Big Savings Adapting to Actual-Time Usage
BOC grad Noreen McKinley is the chief engineer at the Marriott Santa Clara in California. With energy savings now recognized as very high on a budget priority list, the hotel’s ownership wanted to implement some energy-saving measures. With two restaurants, room service and meeting room services, one of the areas under scrutiny was the kitchens.
Kitchen fan hoods did not run 24/7, but were on a timer that was scheduled to run during main business hours of 4 a.m. to 11 p.m. Daily occupancy is varied and business volume for the Marriott Santa Clara can be anywhere from 40% – 100%. Running on a timer was not an adequate solution. Targeting the kitchen hoods, the decision was to hone in on retrofitting the hotel’s eleven kitchen hoods by installing variable frequency drives (VFD) with Intelli-hood keypads and hood-mounted optic sensors that would determine the exhaust air flow based on need.
Operating is simple. A keypad is used to turn on the fans and “its processor sends a speed reference signal to the VFD. Now the hoods think for themselves and only run as needed, based on temperature and smoke from cooking,” states McKinley. “If there are only a few smaller meetings, the need for food service is minimal. Fan speed adjusts automatically and run times are reduced, so less energy is used. The same goes for the restaurants.”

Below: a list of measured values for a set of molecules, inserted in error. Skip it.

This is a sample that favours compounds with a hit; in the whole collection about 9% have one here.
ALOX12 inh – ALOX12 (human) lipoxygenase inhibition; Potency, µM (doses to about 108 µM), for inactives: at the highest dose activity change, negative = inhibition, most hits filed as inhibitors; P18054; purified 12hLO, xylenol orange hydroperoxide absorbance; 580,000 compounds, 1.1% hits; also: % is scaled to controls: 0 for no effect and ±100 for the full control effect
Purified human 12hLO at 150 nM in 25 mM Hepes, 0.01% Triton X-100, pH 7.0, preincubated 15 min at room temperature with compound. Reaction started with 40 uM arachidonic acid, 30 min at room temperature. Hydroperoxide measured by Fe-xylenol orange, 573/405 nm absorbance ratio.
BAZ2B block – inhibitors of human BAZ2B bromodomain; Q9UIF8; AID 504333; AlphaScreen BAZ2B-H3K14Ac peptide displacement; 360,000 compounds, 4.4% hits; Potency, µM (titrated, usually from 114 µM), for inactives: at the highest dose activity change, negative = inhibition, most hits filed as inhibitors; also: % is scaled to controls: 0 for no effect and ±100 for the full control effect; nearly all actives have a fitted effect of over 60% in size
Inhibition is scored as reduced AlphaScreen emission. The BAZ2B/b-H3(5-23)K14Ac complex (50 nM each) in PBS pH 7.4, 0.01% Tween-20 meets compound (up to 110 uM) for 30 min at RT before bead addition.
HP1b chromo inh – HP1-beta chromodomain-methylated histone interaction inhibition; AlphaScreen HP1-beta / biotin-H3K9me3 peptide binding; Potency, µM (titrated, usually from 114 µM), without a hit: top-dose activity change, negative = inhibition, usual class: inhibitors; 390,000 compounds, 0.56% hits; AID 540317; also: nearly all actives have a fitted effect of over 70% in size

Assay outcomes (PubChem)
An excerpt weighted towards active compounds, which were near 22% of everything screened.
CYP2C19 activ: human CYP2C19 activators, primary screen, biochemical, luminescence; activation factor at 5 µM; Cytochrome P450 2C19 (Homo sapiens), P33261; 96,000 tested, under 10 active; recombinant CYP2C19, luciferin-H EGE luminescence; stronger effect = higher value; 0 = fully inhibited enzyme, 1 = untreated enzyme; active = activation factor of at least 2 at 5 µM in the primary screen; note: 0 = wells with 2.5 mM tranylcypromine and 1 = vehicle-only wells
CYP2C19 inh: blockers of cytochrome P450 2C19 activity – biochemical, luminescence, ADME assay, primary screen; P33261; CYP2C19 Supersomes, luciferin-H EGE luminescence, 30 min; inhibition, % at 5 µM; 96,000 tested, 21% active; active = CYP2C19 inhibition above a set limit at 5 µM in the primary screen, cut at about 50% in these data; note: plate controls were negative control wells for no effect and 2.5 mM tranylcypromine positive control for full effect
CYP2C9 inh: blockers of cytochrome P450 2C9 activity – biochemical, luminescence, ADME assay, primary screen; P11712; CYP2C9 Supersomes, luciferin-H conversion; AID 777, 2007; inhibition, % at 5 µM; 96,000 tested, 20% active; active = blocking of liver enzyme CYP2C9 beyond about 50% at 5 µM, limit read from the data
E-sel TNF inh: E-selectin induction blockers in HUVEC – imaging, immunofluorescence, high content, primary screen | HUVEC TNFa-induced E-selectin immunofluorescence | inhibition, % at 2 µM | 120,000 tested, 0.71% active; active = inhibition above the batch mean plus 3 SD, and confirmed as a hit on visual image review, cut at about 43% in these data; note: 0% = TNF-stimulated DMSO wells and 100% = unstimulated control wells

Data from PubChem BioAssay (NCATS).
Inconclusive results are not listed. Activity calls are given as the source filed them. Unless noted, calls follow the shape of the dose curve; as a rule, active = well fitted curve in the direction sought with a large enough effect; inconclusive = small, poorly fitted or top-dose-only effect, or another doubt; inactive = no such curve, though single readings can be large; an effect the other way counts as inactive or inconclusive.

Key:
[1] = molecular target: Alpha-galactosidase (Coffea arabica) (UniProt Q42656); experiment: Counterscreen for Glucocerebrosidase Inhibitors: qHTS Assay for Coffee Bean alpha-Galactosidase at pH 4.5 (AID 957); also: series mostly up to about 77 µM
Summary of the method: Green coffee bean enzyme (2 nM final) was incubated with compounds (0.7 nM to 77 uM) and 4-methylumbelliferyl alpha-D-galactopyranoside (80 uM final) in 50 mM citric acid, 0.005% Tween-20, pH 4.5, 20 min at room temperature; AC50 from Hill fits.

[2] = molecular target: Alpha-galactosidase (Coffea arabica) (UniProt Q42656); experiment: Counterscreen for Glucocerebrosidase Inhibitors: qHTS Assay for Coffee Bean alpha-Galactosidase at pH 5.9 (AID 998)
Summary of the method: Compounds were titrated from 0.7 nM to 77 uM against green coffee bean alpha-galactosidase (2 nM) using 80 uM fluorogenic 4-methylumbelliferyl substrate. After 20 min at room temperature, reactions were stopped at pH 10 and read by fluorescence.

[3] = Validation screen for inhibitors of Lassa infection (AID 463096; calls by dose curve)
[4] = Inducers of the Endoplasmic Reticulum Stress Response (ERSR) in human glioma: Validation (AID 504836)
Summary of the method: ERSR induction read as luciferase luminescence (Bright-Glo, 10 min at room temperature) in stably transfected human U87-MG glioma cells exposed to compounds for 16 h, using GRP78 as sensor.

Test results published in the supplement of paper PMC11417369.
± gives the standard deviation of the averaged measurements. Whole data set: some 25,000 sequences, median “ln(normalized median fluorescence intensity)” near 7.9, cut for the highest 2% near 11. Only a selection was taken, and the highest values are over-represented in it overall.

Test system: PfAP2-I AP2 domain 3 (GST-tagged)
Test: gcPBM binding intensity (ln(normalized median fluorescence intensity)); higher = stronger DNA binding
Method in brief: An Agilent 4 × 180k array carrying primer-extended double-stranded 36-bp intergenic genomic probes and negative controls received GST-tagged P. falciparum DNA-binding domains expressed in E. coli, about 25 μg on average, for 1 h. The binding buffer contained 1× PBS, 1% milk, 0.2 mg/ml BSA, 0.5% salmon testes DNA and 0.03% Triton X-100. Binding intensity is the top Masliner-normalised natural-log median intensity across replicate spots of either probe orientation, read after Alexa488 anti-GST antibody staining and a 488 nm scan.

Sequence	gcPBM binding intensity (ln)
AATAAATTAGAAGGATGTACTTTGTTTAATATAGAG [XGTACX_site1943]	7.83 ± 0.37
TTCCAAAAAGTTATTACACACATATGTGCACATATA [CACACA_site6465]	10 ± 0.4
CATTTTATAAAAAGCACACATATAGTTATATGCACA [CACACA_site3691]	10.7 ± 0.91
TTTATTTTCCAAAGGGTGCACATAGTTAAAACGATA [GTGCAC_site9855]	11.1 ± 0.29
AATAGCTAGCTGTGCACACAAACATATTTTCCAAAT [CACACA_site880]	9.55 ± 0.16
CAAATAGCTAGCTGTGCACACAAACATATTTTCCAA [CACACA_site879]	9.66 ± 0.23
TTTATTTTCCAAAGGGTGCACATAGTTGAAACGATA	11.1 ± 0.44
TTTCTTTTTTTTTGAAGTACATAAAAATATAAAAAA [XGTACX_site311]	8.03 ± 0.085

Energy cost savings potential for the hotel are excellent. Annual utility costs for the fan hood operation before energy projects were implemented were estimated to be $108,842. Savings were calculated based on operating hours, estimated cooking loads, comparable utility rates and local climate data and estimated to be $43,857 per year – a 40.3% decrease in electrical usage, between the fan, heating and cooling savings. Net installed cost for all eleven retrofits, which included a utility rebate of $13,125 from Silicon Valley Power, was $66,153, which would mean a payback of 1.5 years. Environmental savings are estimated to be 189,904 pounds of CO2 per year.
The Marriott Santa Clara has implemented several energy-saving projects, including installation of digital guest room energy controls, HVAC retrofits to energy conservation units, and retro-commissioning projects on lighting (retrofits) and EMS controls. With 795 rooms and at 474,629 square feet, 23.500 of which is meeting room space, the savings measures really add up.
Marriott has several BOC graduates in its ranks and when McKinley received information on the classes a few years ago, she decided to take the series. “I found it to be one of the most knowledgeable learning experiences I have had in a classroom setting. At that time, I had decided to send my department and they all could not say enough about the classes,” she says.